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US: USGS claims hazardous Kilauea volcano eruption imminent May 15 /update 6

US Geological Survey (USGS) elevates Kilauea volcano alert, claiming hazardous eruption with significant emission of ash is imminent May 15; consequent evacuations, transportation disruptions, and power outages possible in event of major eruption

16 mai 02h12 UTC
TIMEFRAME expected from 15/5/2018, 12h00 until 22/5/2018, 11h59 (US/Hawaii). COUNTRY/REGION Hawaii
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On Tuesday, May 15, the US Geological Survey (USGS) elevated the volcano alert level for Kilauea to "Red/Warning," indicating that a hazardous eruption with a significant emission of ash is "imminent, underway, or suspected." The announcement comes as ash eruption at Kilauea intensified on Tuesday, with emitted ash reaching up to 3657.6 meters (12,000 feet) above sea level; ashfall and volcanic air pollution have been recorded as far as Pahala, some 29 km (18 mi) from Kilauea. According to the USGS, activity at Kilauea may become more explosive at any time, with an intensification of ash emission and production of "ballistic projectiles" possible in the near-term. State officials have cautioned residents that evacuations may be called with little or no advanced warning in the coming hours and days. Transportation disruptions (including flight delays and cancelations) and power outages due to ashfall are possible on the Island of Hawai'i in the event of a major eruption of ash.


Since Kilauea began erupting on May 3, lava eruptions have destroyed dozens of homes and forced the evacuation of some 2000 people from Leilani Estates and Lanipuna Gardens. On May 11, US President Donald Trump declared a major disaster in Hawaii over the ongoing eruption of Kilauea, making federal funding available for state and local recovery operations. Hawai'i Volcanoes National Park also closed on May 11 due to the possibility of explosive steam-driven eruptions and consequent ashfall at Kilauea; most of the park remained closed as of May 14.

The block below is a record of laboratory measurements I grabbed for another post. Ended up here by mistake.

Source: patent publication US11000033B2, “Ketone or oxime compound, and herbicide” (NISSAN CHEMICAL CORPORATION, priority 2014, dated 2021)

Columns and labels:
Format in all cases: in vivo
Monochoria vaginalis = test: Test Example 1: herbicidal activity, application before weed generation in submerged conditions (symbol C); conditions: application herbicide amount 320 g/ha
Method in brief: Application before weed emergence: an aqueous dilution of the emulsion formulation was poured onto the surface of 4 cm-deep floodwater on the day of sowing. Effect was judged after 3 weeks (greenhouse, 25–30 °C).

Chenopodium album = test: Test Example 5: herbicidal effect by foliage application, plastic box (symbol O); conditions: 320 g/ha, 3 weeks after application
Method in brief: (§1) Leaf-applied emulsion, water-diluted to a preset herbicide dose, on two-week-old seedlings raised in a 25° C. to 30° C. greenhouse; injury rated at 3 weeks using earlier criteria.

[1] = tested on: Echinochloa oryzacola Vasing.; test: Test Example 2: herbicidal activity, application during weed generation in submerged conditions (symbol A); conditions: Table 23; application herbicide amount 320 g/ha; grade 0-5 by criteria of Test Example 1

Hundreds of earthquakes ranging from magnitudes 2 to 5 have reportedly rocked the island since April 30. On May 4, a 6.9-magnitude earthquake struck approximately 16 km (10 mi) southwest of Leilani Estates. The earthquake was the largest to strike the Island of Hawai'i in decades.

Kilauea volcano is one of Hawaii's most active volcanoes. It is located on the Hawai'i island of the state of Hawaii.


Individuals present in or intending to travel to the affected area are advised to monitor the situation, confirm travel reservations, follow any instructions issued by the local authorities (e.g. evacuation orders), and wear respiratory masks and covering clothing to protect skin in the event of an eruption of abrasive ash.

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